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The Boxing Day Tsunami
The Boxing Day Tsunami
The 2004 Indian Ocean earthquake, also known as the Boxing Day Tsunami happened on 26 December 2004 and is considered one of the deadliest natural disasters in history. Due to a 9.3 magnitude earthquake (the second strongest earthquake ever recorded) and lasting between 8-10 minutes (the longest duration of faulting in history), it created a mega tsunami and triggered a few other smaller earthquakes, one as far away as Alaska. The earthquake caused a significant vibration throughout the entire planet and caused massive destruction in over 15 different countries and fatalities with nationalities from throughout the globe have been reported as a result of the mega disaster.
Boxing Day Tsunami
The Earthquake that took about 230,000 lives in total is considered the second deadliest earthquake in recorded history and happened just off Simeulue Island in the Indian Ocean, 30km below sea level. The earthquake caused plenty of other aftershocks including an 8.7 magnitude aftershock triggered earthquake off the coast of Sumatra. Smaller aftershocks reading an average of 6 in magnitude rocked the region daily for as much as three months after the 9.3 quake. The earthquake not only caused substantial differences to the land in the region, it produced a permanent rise in global sea level by at least 0.1mm and also caused the activation of the once-inactive volcano in Indonesia, Leuser Mountain.
In essence, though the earthquake was tremendous in power (it was estimated that total energy produced by the earthquake measured to about almost 10,000 gigatons of TNT, or 370 years of energy used by the entire United States), massive destruction was caused by the tsunami the earthquake created. The teletsunami, a tsunami that causes damage far from its actual source, was measured at a height of over 24 meters when it hit the town of Aceh and at its peak, reached over 100 feet, causing total destruction of the town and virtually leveled the town of Lhoknga in Indonesia. The strength of the tsunami caused waves to travel more than 2 kilometers inland, causing massive destruction of property.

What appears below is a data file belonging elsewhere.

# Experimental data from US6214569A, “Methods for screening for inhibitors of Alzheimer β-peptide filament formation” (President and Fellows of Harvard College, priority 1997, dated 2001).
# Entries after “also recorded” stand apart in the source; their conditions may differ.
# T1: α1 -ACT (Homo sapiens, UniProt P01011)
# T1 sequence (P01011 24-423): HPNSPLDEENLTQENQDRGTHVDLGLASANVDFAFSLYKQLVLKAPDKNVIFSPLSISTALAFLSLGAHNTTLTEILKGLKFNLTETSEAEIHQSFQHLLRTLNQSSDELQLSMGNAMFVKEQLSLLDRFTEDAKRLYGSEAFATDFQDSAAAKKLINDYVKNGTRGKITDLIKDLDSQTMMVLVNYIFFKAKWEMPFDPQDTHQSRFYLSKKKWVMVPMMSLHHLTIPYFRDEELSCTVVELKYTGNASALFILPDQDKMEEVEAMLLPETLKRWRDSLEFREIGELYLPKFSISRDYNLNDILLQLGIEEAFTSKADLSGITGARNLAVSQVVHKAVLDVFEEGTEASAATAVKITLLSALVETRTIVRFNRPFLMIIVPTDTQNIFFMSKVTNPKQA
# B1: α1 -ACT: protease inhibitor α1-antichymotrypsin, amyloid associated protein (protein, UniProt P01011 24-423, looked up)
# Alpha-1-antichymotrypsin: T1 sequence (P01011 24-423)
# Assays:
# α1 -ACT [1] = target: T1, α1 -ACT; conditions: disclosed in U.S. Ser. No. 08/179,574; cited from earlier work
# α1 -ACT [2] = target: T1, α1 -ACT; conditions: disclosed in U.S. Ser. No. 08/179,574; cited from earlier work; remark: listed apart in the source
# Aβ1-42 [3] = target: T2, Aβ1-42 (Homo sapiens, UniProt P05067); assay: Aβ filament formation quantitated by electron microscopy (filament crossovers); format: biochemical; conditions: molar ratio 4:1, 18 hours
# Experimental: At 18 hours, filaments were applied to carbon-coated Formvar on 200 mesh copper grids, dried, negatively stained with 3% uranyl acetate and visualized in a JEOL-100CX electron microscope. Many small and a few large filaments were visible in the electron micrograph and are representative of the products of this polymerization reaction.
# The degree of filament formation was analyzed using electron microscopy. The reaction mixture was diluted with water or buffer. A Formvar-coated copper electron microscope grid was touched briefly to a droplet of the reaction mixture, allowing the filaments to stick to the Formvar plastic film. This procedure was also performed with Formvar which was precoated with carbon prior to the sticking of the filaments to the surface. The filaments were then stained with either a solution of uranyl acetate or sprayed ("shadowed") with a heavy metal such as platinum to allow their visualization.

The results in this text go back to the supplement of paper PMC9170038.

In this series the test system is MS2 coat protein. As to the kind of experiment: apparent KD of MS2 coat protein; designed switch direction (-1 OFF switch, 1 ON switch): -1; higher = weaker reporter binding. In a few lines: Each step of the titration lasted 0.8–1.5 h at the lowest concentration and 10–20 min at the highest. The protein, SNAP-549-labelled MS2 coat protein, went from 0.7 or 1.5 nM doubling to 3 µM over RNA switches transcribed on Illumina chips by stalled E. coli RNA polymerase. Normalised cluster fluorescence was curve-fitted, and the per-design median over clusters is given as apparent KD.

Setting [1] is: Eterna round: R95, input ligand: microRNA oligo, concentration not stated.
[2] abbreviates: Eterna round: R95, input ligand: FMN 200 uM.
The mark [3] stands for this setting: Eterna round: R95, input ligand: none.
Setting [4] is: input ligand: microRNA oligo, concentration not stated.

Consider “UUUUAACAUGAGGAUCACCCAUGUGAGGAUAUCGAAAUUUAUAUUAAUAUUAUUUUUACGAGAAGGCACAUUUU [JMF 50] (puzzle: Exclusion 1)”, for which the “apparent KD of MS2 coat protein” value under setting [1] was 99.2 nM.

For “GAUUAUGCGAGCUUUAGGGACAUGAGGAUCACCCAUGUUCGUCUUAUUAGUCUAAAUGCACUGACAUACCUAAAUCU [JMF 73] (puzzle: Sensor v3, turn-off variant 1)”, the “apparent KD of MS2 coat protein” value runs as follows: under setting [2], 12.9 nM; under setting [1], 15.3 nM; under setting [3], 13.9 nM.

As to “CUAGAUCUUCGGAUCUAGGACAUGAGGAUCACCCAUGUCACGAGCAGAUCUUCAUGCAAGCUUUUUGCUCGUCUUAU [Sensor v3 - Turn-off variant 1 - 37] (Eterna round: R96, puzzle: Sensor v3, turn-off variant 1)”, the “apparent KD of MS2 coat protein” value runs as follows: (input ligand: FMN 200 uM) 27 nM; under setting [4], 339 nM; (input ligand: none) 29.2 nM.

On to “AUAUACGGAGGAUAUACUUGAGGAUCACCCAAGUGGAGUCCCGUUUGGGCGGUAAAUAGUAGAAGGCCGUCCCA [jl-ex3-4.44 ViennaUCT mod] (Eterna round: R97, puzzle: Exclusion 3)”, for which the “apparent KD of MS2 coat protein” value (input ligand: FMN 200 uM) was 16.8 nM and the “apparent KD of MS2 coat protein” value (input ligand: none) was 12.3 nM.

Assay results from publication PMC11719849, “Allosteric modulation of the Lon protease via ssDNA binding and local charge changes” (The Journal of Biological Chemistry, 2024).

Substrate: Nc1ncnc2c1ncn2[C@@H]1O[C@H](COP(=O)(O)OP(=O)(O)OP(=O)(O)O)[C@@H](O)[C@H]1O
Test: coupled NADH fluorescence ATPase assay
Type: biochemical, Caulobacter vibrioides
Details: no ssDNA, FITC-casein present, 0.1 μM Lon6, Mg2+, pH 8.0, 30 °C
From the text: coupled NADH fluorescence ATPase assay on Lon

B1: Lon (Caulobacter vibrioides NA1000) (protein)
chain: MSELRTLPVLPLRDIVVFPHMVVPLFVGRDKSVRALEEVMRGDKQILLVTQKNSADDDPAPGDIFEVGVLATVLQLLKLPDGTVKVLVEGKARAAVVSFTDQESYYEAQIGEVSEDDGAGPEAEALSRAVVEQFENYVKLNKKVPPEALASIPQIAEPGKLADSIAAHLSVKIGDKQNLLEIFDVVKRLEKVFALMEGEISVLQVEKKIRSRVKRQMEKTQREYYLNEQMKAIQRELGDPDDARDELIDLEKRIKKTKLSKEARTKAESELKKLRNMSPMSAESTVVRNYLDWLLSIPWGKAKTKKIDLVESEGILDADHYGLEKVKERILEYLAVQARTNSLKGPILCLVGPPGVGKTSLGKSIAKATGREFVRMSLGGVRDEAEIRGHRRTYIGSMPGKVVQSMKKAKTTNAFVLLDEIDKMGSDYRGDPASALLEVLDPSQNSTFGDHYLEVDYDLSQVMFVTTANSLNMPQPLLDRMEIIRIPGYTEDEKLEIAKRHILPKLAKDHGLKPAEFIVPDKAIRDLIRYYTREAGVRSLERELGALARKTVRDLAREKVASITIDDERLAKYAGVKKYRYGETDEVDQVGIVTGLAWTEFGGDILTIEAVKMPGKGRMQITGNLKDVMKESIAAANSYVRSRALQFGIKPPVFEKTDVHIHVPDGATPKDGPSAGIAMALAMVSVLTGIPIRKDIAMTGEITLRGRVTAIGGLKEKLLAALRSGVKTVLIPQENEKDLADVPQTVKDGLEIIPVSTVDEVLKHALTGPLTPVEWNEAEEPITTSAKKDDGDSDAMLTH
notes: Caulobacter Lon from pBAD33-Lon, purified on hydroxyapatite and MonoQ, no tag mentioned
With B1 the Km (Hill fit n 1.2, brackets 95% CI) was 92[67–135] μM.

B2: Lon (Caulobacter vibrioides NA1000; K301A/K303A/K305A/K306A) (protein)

Boxing Day Tsunami
The tsunami, despite the amount of time it took to cause excessive damage to different parts of the region, still took many by surprise and was the main cause of lives lost. Despite the massive earthquake, many disregarded the notion of a tsunami since a large earthquake measuring 8.7 in magnitude happened in the Indian Ocean in 2005 but a tsunami did not occur during that period. Since the Indian Ocean earthquake in December 26 2004, many have proposed a tsunami warning system and the United Nations have taken steps to implement an Indian Ocean Tsunami Warning System. Despite the tsunami catching most unsuspecting tourists and locals by surprise, there are some possible signs of a possible tsunami, such as the sea receding temporarily from the coast, something a 10 year old British girl on holiday by the name of Tilly Smith learned from her geography class and applied to during the disaster, a move that saved hundreds of lives.
The substantial and catastrophic damage caused by the 2004 Indian Ocean earthquake prompted one of the biggest donation ever recorded in history. With scenes of mass destruction appearing in the world media, on newspaper and on the internet, scores of donation poured in and in total, more than seven billion US dollars were raised in humanitarian aid, far more than the five billion US dollars amount of aid needed by the World Bank. Even though the disaster on 26 December claimed many lives, the disaster could perhaps be best summed up by the words of Tilly Smith, the 10 year old British schoolgirl who applied her knowledge learned from school to save plenty of lives, during the first anniversary of the Official Tsunami Commemorations. “It wasn’t devastation or death that won the day. It was humanity that triumphed, the shining victory of generosity, courage, love.”